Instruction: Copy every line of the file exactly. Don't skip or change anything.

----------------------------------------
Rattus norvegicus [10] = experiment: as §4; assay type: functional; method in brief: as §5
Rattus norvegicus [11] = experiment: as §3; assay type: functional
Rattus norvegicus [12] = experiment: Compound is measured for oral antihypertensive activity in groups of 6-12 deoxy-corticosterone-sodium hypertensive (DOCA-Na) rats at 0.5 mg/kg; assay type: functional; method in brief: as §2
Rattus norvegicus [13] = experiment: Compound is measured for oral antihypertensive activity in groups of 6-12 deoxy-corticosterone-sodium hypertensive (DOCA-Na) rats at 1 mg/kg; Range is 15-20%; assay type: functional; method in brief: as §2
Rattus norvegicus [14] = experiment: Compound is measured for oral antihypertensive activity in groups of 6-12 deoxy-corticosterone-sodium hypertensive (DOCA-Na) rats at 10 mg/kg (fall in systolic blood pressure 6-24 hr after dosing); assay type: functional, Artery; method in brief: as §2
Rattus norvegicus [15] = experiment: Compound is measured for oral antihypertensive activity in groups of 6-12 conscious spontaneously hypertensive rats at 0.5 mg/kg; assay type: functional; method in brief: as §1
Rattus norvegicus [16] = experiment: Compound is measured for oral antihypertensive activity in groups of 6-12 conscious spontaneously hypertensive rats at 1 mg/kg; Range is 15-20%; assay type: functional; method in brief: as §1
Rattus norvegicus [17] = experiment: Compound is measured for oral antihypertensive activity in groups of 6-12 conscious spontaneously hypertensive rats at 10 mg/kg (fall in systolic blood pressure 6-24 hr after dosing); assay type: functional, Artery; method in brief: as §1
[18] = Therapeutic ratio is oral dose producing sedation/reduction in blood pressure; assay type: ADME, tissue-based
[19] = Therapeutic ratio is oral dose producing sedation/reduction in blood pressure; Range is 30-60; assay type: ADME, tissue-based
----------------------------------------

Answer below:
Rattus norvegicus [10] = experiment: as §4; assay type: functional; method in brief: as §5
Rattus norvegicus [11] = experiment: as §3; assay type: functional
Rattus norvegicus [12] = experiment: Compound is measured for oral antihypertensive activity in groups of 6-12 deoxy-corticosterone-sodium hypertensive (DOCA-Na) rats at 0.5 mg/kg; assay type: functional; method in brief: as §2
Rattus norvegicus [13] = experiment: Compound is measured for oral antihypertensive activity in groups of 6-12 deoxy-corticosterone-sodium hypertensive (DOCA-Na) rats at 1 mg/kg; Range is 15-20%; assay type: functional; method in brief: as §2
Rattus norvegicus [14] = experiment: Compound is measured for oral antihypertensive activity in groups of 6-12 deoxy-corticosterone-sodium hypertensive (DOCA-Na) rats at 10 mg/kg (fall in systolic blood pressure 6-24 hr after dosing); assay type: functional, Artery; method in brief: as §2
Rattus norvegicus [15] = experiment: Compound is measured for oral antihypertensive activity in groups of 6-12 conscious spontaneously hypertensive rats at 0.5 mg/kg; assay type: functional; method in brief: as §1
Rattus norvegicus [16] = experiment: Compound is measured for oral antihypertensive activity in groups of 6-12 conscious spontaneously hypertensive rats at 1 mg/kg; Range is 15-20%; assay type: functional; method in brief: as §1
Rattus norvegicus [17] = experiment: Compound is measured for oral antihypertensive activity in groups of 6-12 conscious spontaneously hypertensive rats at 10 mg/kg (fall in systolic blood pressure 6-24 hr after dosing); assay type: functional, Artery; method in brief: as §1
[18] = Therapeutic ratio is oral dose producing sedation/reduction in blood pressure; assay type: ADME, tissue-based
[19] = Therapeutic ratio is oral dose producing sedation/reduction in blood pressure; Range is 30-60; assay type: ADME, tissue-based